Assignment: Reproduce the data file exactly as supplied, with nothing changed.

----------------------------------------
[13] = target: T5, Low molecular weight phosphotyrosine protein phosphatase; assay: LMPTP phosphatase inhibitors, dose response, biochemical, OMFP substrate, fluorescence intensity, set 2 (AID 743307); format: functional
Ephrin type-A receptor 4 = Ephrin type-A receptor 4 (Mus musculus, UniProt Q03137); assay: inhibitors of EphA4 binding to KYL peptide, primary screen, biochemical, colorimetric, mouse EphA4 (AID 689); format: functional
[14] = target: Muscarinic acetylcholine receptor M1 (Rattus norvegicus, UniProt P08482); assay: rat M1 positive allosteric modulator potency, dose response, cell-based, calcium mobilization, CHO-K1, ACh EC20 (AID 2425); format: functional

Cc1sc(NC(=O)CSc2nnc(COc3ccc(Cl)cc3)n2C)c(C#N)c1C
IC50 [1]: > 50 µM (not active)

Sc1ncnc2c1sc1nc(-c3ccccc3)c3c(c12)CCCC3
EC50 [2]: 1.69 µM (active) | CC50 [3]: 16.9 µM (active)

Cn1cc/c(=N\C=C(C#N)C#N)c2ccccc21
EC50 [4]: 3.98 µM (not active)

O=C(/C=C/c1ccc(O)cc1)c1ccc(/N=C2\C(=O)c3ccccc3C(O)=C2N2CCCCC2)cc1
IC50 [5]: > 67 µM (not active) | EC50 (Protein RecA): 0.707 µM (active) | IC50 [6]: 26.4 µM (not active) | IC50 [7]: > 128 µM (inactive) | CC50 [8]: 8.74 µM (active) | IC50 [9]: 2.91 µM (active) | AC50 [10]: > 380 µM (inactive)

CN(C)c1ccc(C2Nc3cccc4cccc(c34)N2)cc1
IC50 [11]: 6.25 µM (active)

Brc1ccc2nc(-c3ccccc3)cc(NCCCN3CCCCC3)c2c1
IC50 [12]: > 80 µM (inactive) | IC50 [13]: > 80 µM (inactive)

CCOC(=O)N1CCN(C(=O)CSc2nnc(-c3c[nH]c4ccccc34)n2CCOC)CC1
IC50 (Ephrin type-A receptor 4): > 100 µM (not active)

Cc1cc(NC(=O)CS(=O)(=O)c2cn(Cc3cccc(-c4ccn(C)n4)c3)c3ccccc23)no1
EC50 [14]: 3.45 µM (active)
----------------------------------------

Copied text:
[13] = target: T5, Low molecular weight phosphotyrosine protein phosphatase; assay: LMPTP phosphatase inhibitors, dose response, biochemical, OMFP substrate, fluorescence intensity, set 2 (AID 743307); format: functional
Ephrin type-A receptor 4 = Ephrin type-A receptor 4 (Mus musculus, UniProt Q03137); assay: inhibitors of EphA4 binding to KYL peptide, primary screen, biochemical, colorimetric, mouse EphA4 (AID 689); format: functional
[14] = target: Muscarinic acetylcholine receptor M1 (Rattus norvegicus, UniProt P08482); assay: rat M1 positive allosteric modulator potency, dose response, cell-based, calcium mobilization, CHO-K1, ACh EC20 (AID 2425); format: functional

Cc1sc(NC(=O)CSc2nnc(COc3ccc(Cl)cc3)n2C)c(C#N)c1C
IC50 [1]: > 50 µM (not active)

Sc1ncnc2c1sc1nc(-c3ccccc3)c3c(c12)CCCC3
EC50 [2]: 1.69 µM (active) | CC50 [3]: 16.9 µM (active)

Cn1cc/c(=N\C=C(C#N)C#N)c2ccccc21
EC50 [4]: 3.98 µM (not active)

O=C(/C=C/c1ccc(O)cc1)c1ccc(/N=C2\C(=O)c3ccccc3C(O)=C2N2CCCCC2)cc1
IC50 [5]: > 67 µM (not active) | EC50 (Protein RecA): 0.707 µM (active) | IC50 [6]: 26.4 µM (not active) | IC50 [7]: > 128 µM (inactive) | CC50 [8]: 8.74 µM (active) | IC50 [9]: 2.91 µM (active) | AC50 [10]: > 380 µM (inactive)

CN(C)c1ccc(C2Nc3cccc4cccc(c34)N2)cc1
IC50 [11]: 6.25 µM (active)

Brc1ccc2nc(-c3ccccc3)cc(NCCCN3CCCCC3)c2c1
IC50 [12]: > 80 µM (inactive) | IC50 [13]: > 80 µM (inactive)

CCOC(=O)N1CCN(C(=O)CSc2nnc(-c3c[nH]c4ccccc34)n2CCOC)CC1
IC50 (Ephrin type-A receptor 4): > 100 µM (not active)

Cc1cc(NC(=O)CS(=O)(=O)c2cn(Cc3cccc(-c4ccn(C)n4)c3)c3ccccc23)no1
EC50 [14]: 3.45 µM (active)